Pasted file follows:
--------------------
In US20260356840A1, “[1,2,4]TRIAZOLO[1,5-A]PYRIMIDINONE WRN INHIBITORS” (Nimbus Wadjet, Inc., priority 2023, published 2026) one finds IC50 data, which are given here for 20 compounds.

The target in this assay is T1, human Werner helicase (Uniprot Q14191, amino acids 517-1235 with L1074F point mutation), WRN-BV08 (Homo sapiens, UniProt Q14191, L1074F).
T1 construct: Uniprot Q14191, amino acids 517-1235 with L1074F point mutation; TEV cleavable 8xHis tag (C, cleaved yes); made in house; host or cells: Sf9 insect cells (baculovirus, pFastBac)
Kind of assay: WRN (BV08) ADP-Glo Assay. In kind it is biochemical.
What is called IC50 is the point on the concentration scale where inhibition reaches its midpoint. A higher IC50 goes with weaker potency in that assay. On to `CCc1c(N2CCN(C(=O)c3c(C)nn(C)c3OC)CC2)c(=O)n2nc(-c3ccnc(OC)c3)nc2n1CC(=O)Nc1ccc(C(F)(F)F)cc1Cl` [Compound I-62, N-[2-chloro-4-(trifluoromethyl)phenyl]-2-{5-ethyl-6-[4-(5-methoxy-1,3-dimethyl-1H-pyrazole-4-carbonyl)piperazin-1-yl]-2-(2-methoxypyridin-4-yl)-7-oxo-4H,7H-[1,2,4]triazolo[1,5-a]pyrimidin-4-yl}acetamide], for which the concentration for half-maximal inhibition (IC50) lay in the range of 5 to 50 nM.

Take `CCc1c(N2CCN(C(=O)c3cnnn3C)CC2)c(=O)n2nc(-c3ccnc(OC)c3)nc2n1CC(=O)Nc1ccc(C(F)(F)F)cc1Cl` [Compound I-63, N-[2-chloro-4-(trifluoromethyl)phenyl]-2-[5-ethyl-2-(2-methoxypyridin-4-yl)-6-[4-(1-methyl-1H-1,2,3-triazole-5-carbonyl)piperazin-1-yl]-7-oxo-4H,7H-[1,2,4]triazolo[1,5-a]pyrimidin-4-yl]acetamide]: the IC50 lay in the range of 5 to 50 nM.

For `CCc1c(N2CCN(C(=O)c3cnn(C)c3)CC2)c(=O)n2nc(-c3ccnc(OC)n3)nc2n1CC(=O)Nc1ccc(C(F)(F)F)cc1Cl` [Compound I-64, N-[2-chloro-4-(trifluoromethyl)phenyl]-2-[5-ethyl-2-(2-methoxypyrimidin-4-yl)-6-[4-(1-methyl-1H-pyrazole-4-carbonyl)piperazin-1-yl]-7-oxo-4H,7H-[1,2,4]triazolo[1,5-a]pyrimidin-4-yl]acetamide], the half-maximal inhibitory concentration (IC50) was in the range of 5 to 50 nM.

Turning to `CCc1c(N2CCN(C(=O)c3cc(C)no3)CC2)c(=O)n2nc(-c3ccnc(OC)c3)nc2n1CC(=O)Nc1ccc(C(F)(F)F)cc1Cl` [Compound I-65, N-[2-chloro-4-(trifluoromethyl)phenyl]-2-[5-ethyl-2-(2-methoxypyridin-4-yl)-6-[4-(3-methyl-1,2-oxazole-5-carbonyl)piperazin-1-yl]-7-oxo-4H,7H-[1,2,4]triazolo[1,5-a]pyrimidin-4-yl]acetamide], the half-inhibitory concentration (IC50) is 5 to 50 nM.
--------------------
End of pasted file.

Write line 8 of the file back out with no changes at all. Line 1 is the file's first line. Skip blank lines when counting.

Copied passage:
Turning to `CCc1c(N2CCN(C(=O)c3cc(C)no3)CC2)c(=O)n2nc(-c3ccnc(OC)c3)nc2n1CC(=O)Nc1ccc(C(F)(F)F)cc1Cl` [Compound I-65, N-[2-chloro-4-(trifluoromethyl)phenyl]-2-[5-ethyl-2-(2-methoxypyridin-4-yl)-6-[4-(3-methyl-1,2-oxazole-5-carbonyl)piperazin-1-yl]-7-oxo-4H,7H-[1,2,4]triazolo[1,5-a]pyrimidin-4-yl]acetamide], the half-inhibitory concentration (IC50) is 5 to 50 nM.